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Proceedings Paper

Response-surface-based optimization of 0.1-um PMOSFETs with ultrathin gate stack dielectrics
Author(s): Anadi Srivastava; Carlton M. Osburn
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Paper Abstract

An optimal design for 0.1 micrometer PMOS, consistent with SIA-NTRS Roadmap projections, is developed using a Response Surface methodology (RSM). The impact of four different low thermal budget growth and deposition gate dielectric processes (Furnace oxidation, Rapid Thermal Oxidation (RTO), Rapid Thermal CVD (RTCVD) and Remote Plasma Enhanced CVD (RPECVD) on the design optimization is examined. A Design Of Experiments (DOE) approach was independently employed in each case with simulated baseline surface channel PMOSFET structures having a 2.0 nm gate oxide to statistically explore the channel and extension junction parameter spaces. Channel and extension junction parameters were separately optimized, with channel optimization performed for both doubly-implanted and uniformly doped channels. The condition for constrained optimization was the maximization of Isat at the NTRS Roadmap specified Ioff value of 3 nA/micrometer. A 20% manufacturing tolerance in channel length was factored into the optimization strategy by measuring both Isat and Ioff under their respective worst case tolerance conditions. Optimal designs with modestly differing implant specifications but exhibiting largely comparable performance characteristics were identified for each gate stack. Excellent current drivability of 279 (mu) A/micrometer was obtained at the nominal Leff of 70 nm. Optimized doubly-implanted channels provide 7.5% higher current than the uniformly doped ones. Optimum extension junction design was achieved by a high surface concentration of 2 X 1020 cm-3, extension depth of 32 nm and spacer width of 49 nm, and the analysis clearly revealed that a necessary condition for junction optimization was the onset of drain decoupling from the channel.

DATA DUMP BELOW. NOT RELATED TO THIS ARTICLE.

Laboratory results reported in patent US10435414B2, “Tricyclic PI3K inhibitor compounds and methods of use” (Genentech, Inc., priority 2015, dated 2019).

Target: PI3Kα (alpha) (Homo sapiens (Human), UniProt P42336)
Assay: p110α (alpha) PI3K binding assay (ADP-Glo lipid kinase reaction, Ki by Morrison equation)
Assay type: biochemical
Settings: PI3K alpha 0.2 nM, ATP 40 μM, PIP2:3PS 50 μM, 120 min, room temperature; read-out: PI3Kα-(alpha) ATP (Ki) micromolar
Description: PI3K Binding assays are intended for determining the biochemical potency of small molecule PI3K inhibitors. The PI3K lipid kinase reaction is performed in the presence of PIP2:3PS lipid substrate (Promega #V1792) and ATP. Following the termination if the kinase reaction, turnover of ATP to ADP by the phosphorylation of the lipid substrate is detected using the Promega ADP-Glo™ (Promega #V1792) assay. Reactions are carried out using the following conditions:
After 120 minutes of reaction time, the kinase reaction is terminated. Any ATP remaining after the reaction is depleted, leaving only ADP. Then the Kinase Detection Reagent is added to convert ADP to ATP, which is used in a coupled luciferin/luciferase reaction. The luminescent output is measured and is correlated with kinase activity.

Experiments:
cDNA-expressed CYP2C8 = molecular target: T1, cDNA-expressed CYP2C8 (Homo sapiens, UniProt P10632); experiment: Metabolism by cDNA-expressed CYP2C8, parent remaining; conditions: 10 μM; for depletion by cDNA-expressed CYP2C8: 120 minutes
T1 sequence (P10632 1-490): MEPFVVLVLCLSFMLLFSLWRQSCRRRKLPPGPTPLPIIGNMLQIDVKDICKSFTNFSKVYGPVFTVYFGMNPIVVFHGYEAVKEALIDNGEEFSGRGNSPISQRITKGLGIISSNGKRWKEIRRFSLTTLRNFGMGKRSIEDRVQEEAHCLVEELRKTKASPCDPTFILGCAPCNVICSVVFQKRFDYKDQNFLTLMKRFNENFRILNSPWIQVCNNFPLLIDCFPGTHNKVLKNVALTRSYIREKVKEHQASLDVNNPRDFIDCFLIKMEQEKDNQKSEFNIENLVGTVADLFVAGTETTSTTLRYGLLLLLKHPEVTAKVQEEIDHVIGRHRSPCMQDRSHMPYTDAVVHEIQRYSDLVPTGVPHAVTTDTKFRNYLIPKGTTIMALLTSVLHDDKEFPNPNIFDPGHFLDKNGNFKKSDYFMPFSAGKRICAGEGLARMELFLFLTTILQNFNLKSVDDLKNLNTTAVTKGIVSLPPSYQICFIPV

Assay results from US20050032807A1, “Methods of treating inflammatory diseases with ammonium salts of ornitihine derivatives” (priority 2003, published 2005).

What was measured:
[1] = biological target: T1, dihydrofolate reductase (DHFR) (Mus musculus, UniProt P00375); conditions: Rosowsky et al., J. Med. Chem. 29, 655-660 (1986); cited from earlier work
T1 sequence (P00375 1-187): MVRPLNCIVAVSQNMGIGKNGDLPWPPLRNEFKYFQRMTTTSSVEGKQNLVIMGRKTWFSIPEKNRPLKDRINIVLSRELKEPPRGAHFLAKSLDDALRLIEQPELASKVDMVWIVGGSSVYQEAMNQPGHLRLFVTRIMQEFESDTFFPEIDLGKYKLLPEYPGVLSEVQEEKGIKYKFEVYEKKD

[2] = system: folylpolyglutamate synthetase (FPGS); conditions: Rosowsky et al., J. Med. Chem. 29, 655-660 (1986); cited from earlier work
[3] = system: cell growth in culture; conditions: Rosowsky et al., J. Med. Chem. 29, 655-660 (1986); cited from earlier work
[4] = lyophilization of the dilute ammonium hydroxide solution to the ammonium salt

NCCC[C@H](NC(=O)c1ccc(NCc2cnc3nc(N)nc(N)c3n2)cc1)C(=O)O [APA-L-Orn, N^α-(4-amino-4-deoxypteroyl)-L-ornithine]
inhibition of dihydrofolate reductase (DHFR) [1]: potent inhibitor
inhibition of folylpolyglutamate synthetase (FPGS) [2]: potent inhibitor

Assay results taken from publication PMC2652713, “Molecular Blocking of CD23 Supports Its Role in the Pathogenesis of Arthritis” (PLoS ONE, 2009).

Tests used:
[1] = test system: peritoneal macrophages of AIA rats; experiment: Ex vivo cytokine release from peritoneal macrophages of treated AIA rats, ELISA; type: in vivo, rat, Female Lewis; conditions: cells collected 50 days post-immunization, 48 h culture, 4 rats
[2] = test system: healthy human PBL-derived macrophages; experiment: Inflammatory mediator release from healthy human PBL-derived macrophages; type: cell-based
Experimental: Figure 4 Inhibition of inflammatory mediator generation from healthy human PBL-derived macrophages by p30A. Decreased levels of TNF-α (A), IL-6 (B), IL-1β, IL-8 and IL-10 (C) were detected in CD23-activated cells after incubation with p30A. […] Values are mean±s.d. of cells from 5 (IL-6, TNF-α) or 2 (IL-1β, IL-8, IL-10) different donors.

Paper Details

Date Published: 4 September 1998
PDF: 12 pages
Proc. SPIE 3506, Microelectronic Device Technology II, (4 September 1998); doi: 10.1117/12.323978
Show Author Affiliations
Anadi Srivastava, North Carolina State Univ. (United States)
Carlton M. Osburn, North Carolina State Univ. (United States)


Published in SPIE Proceedings Vol. 3506:
Microelectronic Device Technology II
David Burnett; Dirk Wristers; Toshiaki Tsuchiya, Editor(s)

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